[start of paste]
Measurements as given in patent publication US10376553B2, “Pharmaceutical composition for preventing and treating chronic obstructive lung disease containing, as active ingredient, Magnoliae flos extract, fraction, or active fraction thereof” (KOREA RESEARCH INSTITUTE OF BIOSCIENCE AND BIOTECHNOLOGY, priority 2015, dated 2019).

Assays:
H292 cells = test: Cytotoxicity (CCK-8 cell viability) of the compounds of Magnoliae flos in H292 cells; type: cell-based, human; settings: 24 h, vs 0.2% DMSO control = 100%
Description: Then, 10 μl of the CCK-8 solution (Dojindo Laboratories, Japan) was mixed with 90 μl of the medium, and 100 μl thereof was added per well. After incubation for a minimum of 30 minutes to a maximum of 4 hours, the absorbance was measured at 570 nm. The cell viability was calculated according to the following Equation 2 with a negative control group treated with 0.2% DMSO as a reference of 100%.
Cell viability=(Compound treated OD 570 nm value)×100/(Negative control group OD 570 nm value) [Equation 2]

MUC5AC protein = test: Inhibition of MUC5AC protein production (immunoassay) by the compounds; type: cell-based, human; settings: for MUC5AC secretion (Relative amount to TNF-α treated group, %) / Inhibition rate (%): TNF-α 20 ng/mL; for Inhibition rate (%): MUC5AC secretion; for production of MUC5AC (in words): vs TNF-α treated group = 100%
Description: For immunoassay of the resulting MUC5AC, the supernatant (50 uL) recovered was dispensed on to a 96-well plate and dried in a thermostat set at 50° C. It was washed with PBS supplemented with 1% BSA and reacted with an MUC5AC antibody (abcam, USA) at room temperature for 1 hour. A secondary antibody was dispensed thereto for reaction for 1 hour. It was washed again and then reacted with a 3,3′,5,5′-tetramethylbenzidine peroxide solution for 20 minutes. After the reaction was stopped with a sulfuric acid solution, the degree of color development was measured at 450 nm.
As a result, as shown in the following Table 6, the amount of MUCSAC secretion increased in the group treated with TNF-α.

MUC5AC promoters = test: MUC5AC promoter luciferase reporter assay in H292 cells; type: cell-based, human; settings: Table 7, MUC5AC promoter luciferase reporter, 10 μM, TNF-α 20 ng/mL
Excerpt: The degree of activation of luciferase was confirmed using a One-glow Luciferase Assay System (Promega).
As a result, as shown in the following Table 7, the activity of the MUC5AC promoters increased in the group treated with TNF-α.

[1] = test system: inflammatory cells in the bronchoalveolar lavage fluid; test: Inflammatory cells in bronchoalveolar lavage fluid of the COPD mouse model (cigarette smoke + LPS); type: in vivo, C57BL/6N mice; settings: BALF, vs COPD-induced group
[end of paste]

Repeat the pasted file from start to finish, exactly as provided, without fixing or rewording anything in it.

Measurements as given in patent publication US10376553B2, “Pharmaceutical composition for preventing and treating chronic obstructive lung disease containing, as active ingredient, Magnoliae flos extract, fraction, or active fraction thereof” (KOREA RESEARCH INSTITUTE OF BIOSCIENCE AND BIOTECHNOLOGY, priority 2015, dated 2019).

Assays:
H292 cells = test: Cytotoxicity (CCK-8 cell viability) of the compounds of Magnoliae flos in H292 cells; type: cell-based, human; settings: 24 h, vs 0.2% DMSO control = 100%
Description: Then, 10 μl of the CCK-8 solution (Dojindo Laboratories, Japan) was mixed with 90 μl of the medium, and 100 μl thereof was added per well. After incubation for a minimum of 30 minutes to a maximum of 4 hours, the absorbance was measured at 570 nm. The cell viability was calculated according to the following Equation 2 with a negative control group treated with 0.2% DMSO as a reference of 100%.
Cell viability=(Compound treated OD 570 nm value)×100/(Negative control group OD 570 nm value) [Equation 2]

MUC5AC protein = test: Inhibition of MUC5AC protein production (immunoassay) by the compounds; type: cell-based, human; settings: for MUC5AC secretion (Relative amount to TNF-α treated group, %) / Inhibition rate (%): TNF-α 20 ng/mL; for Inhibition rate (%): MUC5AC secretion; for production of MUC5AC (in words): vs TNF-α treated group = 100%
Description: For immunoassay of the resulting MUC5AC, the supernatant (50 uL) recovered was dispensed on to a 96-well plate and dried in a thermostat set at 50° C. It was washed with PBS supplemented with 1% BSA and reacted with an MUC5AC antibody (abcam, USA) at room temperature for 1 hour. A secondary antibody was dispensed thereto for reaction for 1 hour. It was washed again and then reacted with a 3,3′,5,5′-tetramethylbenzidine peroxide solution for 20 minutes. After the reaction was stopped with a sulfuric acid solution, the degree of color development was measured at 450 nm.
As a result, as shown in the following Table 6, the amount of MUCSAC secretion increased in the group treated with TNF-α.

MUC5AC promoters = test: MUC5AC promoter luciferase reporter assay in H292 cells; type: cell-based, human; settings: Table 7, MUC5AC promoter luciferase reporter, 10 μM, TNF-α 20 ng/mL
Excerpt: The degree of activation of luciferase was confirmed using a One-glow Luciferase Assay System (Promega).
As a result, as shown in the following Table 7, the activity of the MUC5AC promoters increased in the group treated with TNF-α.

[1] = test system: inflammatory cells in the bronchoalveolar lavage fluid; test: Inflammatory cells in bronchoalveolar lavage fluid of the COPD mouse model (cigarette smoke + LPS); type: in vivo, C57BL/6N mice; settings: BALF, vs COPD-induced group